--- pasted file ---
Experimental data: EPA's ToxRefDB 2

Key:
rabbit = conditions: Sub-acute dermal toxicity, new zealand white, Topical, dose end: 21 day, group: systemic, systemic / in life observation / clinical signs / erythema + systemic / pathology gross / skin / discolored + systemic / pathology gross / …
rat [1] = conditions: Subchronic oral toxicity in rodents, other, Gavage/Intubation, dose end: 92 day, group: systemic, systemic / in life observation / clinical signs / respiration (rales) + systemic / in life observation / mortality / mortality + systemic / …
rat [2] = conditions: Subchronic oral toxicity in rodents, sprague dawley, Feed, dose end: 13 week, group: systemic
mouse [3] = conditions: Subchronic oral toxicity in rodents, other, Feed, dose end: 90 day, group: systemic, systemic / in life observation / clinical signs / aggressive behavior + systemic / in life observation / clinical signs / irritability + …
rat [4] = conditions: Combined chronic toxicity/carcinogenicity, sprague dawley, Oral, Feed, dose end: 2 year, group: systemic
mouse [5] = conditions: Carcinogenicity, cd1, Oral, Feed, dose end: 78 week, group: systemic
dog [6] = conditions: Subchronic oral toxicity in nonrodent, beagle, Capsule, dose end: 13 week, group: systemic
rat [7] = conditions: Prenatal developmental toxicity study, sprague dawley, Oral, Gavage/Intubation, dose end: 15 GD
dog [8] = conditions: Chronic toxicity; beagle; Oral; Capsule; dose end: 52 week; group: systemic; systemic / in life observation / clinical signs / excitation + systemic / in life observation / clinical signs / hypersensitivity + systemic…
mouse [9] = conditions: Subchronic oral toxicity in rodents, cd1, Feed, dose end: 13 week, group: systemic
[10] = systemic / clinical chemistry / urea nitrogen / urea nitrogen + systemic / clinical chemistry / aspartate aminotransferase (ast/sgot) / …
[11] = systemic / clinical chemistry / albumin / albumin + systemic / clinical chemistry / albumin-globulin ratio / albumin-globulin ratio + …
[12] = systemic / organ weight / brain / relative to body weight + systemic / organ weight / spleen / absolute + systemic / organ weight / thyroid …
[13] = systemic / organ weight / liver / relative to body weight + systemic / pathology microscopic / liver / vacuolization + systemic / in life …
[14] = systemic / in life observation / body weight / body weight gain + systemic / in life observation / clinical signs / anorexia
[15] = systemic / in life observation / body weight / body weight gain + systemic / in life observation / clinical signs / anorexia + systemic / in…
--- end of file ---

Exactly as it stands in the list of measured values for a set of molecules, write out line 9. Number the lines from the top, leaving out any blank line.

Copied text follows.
dog [6] = conditions: Subchronic oral toxicity in nonrodent, beagle, Capsule, dose end: 13 week, group: systemic